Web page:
Thyroid and Hearing Loss

Thyroid and Hearing Loss

People refer to “thyroid” as though it is a disease in and of itself, which is not the case at all. The thyroid is a tiny gland situated at the bottom of the neck and is shaped like a butterfly. It is a vital aspect of the endocrine system since it produces T3 as well as T4 hormones that enable the balance of your entire metabolic system that provides you with the energy you require in order to function on a daily basis. An over-functioning or under-functioning thyroid gland can both be troublesome and detrimental to your health.

Hypothyroidism occurs when your thyroid does not produce enough hormones, which can cause a loss in energy due to low metabolism. Hyperthyroidism is when your thyroid gland produces too many hormones which speed up your metabolism rate to an unusual degree. As a result of both of these malfunctions, diseases of the thyroid can cause symptoms such as extreme weight loss or weight gain, tachycardia or breathlessness due to an increased heart rate, or disruption of the menstrual cycle.

A problematic thyroid can cause heightened sensitivity to hot or cold environmental settings as well as an increased likelihood of developing major depressive disorder and anxiety. Another health issue that can be caused by a malfunctioning thyroid is hearing loss.

A number of diseases caused by malfunctioning thyroids are related to hearing loss. Grave’s disease is one such autoimmune disorder which can result in hyperthyroidism and hearing loss in high frequency range of sound. Pendred syndrome is a genetic disorder which results in an increased thyroid which can lead to progressive hearing loss in babies up to three years of age. Although Pendred syndrome has no known cure, a hearing care professional can help obtain timely treatment to diminish the progress of hearing impairment in certain people.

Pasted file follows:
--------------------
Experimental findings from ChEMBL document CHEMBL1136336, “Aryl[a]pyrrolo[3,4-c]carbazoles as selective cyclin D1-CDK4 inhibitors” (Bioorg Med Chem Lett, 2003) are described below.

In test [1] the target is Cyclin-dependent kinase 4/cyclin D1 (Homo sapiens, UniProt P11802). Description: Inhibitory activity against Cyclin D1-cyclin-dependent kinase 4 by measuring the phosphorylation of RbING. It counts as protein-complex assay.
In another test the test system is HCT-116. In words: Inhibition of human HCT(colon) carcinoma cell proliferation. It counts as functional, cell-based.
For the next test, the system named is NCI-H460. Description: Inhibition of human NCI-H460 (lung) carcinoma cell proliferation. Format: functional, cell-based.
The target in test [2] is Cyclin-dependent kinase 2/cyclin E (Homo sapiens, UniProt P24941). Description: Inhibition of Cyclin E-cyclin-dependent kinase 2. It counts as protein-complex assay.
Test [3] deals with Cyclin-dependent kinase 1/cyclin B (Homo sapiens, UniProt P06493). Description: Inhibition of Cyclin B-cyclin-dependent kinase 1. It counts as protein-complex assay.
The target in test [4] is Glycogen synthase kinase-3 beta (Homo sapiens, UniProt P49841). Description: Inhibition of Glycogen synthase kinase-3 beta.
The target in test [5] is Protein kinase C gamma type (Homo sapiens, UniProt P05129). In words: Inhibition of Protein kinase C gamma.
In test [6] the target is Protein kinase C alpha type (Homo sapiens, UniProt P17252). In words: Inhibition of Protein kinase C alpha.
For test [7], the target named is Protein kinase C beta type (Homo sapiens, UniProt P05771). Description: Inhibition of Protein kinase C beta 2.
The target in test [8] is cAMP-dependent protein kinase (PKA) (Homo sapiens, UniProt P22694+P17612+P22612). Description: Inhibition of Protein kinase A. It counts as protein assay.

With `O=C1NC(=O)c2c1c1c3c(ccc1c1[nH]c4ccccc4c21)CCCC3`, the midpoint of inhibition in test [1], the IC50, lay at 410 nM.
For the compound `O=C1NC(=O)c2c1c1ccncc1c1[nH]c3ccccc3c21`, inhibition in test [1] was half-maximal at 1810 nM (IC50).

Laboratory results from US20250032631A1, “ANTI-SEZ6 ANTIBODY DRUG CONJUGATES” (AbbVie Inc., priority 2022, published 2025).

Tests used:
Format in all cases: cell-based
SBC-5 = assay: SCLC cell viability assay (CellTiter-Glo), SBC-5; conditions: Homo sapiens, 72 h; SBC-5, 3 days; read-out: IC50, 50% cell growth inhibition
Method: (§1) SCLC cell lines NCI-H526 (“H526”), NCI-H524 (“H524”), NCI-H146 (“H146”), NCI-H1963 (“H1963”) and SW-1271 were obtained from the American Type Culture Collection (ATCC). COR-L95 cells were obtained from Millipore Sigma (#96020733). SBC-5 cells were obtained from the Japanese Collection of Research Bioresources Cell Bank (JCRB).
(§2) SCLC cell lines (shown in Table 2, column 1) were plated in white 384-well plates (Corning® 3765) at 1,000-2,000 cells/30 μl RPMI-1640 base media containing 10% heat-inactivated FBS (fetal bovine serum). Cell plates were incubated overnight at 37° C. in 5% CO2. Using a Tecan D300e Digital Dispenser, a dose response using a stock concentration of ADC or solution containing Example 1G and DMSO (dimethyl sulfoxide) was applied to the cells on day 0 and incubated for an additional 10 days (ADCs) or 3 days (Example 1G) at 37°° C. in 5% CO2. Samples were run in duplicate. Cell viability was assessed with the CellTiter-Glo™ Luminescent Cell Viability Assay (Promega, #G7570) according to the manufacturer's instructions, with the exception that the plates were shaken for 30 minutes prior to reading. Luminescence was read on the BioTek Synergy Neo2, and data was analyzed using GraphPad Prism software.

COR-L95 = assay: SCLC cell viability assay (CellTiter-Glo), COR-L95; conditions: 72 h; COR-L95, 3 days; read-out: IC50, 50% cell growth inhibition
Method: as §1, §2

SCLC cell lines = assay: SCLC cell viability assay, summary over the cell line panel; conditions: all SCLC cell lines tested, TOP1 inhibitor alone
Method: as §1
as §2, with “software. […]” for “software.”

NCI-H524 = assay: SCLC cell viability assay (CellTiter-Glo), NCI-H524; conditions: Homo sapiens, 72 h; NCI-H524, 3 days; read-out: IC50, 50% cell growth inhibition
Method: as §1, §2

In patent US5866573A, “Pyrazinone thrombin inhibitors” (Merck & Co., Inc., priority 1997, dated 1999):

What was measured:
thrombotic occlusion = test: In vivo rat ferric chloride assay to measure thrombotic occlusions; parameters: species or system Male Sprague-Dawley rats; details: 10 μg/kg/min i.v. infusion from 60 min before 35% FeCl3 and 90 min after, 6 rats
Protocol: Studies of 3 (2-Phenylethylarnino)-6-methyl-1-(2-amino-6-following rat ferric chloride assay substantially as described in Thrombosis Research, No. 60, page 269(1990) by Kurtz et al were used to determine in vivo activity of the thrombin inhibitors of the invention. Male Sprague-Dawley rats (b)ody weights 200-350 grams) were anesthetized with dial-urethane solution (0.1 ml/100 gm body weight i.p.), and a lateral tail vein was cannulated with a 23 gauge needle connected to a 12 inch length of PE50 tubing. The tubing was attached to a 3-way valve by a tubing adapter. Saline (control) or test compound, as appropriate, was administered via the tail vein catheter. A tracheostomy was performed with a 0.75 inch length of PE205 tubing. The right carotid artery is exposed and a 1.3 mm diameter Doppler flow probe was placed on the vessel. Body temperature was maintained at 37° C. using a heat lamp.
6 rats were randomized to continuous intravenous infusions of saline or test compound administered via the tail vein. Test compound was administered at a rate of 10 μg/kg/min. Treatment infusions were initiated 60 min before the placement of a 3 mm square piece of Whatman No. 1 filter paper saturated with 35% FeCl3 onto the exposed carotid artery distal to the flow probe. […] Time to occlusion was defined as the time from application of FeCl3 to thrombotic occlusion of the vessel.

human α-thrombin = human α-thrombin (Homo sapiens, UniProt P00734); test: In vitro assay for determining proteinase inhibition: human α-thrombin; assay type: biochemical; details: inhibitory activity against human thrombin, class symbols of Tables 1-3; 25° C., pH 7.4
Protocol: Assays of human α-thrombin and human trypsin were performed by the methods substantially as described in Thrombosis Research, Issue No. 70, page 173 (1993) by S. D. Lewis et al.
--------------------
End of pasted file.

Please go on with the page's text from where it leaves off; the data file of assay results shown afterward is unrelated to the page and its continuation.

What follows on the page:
A hypothyroid disease known as Hashimoto’s disease can also lead to hearing loss and tinnitus. This disease appears to afflict women more often than men. This genetic disease can increase in severity when exposed to extreme quantities of iodine.

Medical professionals will often ask you to assess your thyroid functioning when you get yourself examined for a health issue. Keep your thyroid functioning at an optimal level to prevent hearing loss. Seek treatment for an over-functioning or under-functioning thyroid so that you can keep your hearing functioning at the optimal level.

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